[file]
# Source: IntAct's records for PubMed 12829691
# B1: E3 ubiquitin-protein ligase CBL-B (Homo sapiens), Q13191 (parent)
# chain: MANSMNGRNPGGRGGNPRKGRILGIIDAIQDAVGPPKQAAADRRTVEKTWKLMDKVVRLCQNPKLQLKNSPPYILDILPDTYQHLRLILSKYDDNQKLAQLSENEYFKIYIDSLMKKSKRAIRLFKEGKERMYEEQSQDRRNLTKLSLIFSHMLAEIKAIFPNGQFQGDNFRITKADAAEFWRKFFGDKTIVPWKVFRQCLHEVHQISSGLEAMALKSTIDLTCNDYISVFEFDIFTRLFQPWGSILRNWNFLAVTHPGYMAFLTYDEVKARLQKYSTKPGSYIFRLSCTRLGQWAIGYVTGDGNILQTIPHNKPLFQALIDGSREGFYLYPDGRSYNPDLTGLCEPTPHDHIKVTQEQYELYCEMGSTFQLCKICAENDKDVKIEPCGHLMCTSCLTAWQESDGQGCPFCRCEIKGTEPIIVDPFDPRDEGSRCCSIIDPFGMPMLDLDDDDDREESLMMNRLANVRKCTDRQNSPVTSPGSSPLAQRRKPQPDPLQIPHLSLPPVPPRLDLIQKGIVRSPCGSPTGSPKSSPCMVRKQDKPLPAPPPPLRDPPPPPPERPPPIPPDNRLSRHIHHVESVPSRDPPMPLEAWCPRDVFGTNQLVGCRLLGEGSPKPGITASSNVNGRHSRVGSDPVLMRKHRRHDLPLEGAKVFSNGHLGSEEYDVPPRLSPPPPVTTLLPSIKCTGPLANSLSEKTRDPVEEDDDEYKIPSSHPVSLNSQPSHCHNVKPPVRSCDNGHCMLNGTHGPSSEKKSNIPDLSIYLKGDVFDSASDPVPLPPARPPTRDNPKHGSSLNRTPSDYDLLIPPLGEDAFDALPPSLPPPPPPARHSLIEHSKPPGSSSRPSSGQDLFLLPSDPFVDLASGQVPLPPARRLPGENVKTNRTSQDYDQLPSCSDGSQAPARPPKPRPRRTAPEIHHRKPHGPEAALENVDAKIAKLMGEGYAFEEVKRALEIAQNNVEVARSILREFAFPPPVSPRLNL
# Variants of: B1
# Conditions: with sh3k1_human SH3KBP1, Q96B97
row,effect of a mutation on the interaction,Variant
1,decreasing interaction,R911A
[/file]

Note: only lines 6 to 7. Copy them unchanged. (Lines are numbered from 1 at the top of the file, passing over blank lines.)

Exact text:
row,effect of a mutation on the interaction,Variant
1,decreasing interaction,R911A